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# What the hex is Hexadecimal?!

Hexidecimal is a way of representing numbers using the base 16 instead of base 10 (decimal) which we are used to! Hexadecimal would likely be completely normal to us if we had 16 fingers instead of 10. It is very common to see in computing or programming, as often colours, memory addresses and binary are represented using it. This is because hexadecimal is a fairly easy way of representing binary numbers (I will explain this more later!).

There are 16 different hexadecimal digits: 1, 2, 3, 4, 5, 6, 7, 8, 9, A, B, C, D, E and F. They can be translated to decimal numbers very easily:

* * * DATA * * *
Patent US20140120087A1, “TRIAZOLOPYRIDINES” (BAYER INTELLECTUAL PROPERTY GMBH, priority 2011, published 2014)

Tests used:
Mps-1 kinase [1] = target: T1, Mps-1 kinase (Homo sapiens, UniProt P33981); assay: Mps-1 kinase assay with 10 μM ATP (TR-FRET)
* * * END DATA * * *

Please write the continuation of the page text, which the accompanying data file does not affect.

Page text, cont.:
0 0
1 1
2 2
3 3
4 4
5 5
6 6
7 7
8 8
9 9
A 10
B 11
C 12
D 13
E 14
F 15

When you are counting using the decimal numerical system, you are actually counting using base 10 without thinking about it. This means that every decimal numerical representation is based on 10: For example:

1 100 160
10 101 10 × 160
16 101 + (6 × 100 ) 161
100 102 (6 × 161) + (4 × 160)
3 3 × 100 3 × 160
35 (3 × 101) + (5 × 100) (2 × 161) + (4 × 160)

As I mentioned previously, Hexadecimal is used very often for representing binary! You will often see it used to represent colours (e.g. `#FFFFFF` = white) and memory addresses (e.g. `0xFFF`). Source: BBC
Hexadecimal is used for these purposes as you can easily encode binary as hexadecimal, by grouping 4 binary digits (bits) into 1 hexadecimal digit. For example, `1111` equals 15 in decimal, so can just be written as `F` in hexadecimal. You can see how this means you can represent binary in much fewer characters.